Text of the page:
In Honor of International Kissing Day, Here Are 4 Reasons Why Kissing Is Actually Weird AF
It's International Kissing Day 2016 (yeah, apparently that's a real thing), and everybody's thinking about smooching. From Romeo and Juliet to Snow White and the Seven Dwarfs, pop culture has long upheld the mouth-to-mouth kiss as the pinnacle of sexual expression.
Yet it turns out sensual snogging isn't quite as universal (or as romantic) as we've been raised to believe. Here are four facts about kissing that Ryan Gosling movies never taught you.
1. Romantic kissing isn't "normal" in most cultures.
According to a 2015 study by research scientist Justin Garcia at Indiana University, only 46% of 168 distinct cultures surveyed around the world kiss on the mouth in a romantic way. Although most of Europe and the Middle East like to smooch, practically no indigenous cultures in Central America or sub-Saharan Africa offered researchers any evidence they enjoy making out.
2. Swapping saliva transfers 80 million bacteria in just 10 seconds.
It's obvious that swapping saliva with your partner means exchanging some of the gnarly little microbes living in your mouths. But scientists at the Micropia Museum of Microbes and the Netherlands Organization for Applied Scientific Research studied the kissing habits of 21 couples and found couples who shared nine kisses a day had remarkably similar oral bacteria.
After an open-mouthed smooch, the kissers had around three times the amount of probiotic bacteria in their saliva. The researchers estimated that around 80 million bacteria are transferred by kissing for just 10 seconds.
So if you're looking to get sick, snogging a sniffly partner may be the best way to catch all those germs in one swoop. A study by the British Medical Journal even suggested that teens who kissed multiple partners quadrupled their chance of catching meningitis.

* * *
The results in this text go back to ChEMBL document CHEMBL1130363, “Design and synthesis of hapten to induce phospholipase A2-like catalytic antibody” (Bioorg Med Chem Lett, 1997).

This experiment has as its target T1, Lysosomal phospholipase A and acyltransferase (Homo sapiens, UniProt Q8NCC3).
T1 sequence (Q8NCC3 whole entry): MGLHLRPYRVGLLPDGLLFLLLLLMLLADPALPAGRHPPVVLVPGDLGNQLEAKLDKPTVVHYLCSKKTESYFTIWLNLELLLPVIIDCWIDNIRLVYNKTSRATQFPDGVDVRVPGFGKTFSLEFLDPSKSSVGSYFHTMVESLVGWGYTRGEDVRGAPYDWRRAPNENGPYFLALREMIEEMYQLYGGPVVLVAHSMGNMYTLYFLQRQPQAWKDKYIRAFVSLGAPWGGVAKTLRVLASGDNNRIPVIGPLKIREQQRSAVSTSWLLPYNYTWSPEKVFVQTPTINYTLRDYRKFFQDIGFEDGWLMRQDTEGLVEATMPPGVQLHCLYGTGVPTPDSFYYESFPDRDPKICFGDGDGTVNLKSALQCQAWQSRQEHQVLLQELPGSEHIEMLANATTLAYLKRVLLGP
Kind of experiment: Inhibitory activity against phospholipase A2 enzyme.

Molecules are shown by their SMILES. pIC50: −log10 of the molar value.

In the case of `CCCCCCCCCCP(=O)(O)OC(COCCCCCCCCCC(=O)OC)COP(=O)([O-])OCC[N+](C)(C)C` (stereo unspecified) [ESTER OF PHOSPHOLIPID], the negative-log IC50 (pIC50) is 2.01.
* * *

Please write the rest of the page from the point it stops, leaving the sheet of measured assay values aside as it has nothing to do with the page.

3. Female kissing partners are subconsciously tasting and sniffing your hormone balance.
"Our sense of smell has a really strong role in how we choose a partner," scientist Sheril Kirshenbaum, author of the book The Science of Kissing: What Our Lips Are Telling Us, said in a phone interview. "Especially for women, who have a stronger sense of taste and smell, they place a lot of value on taste, scent and oral hygiene."
The sense of smell is connected to the immune system and sweaty body odor is especially reflective of a person's hormone levels, meaning the brain uses smell to subconsciously determine one's genetic capacity. If the other person's immune system seems likely to produce strong, healthy children, the subconscious brain will translate that into "totally kissable."
Kirshenbaum said that the rush of the chemical dopamine through your brain during a kiss actually makes your pupils dilate. The increased light sensitivity instinctively encourages people to close their eyes and focus more intensely on other senses, like taste and smell.
4. Men's kisses mess with your hormone balance.
Cisgendered men have extremely small amounts of testosterone in their saliva. This means if a dude is kissing the same person over weeks and months, it could potentially increase their partner's libido. (This might be especially true if the man is kissing a cisgender woman, as women are more sensitive to increases in testosterone.)
Basically, kissing is one of the most bizarre biological phenomena ever. But even though it's pretty weird, it still feels great.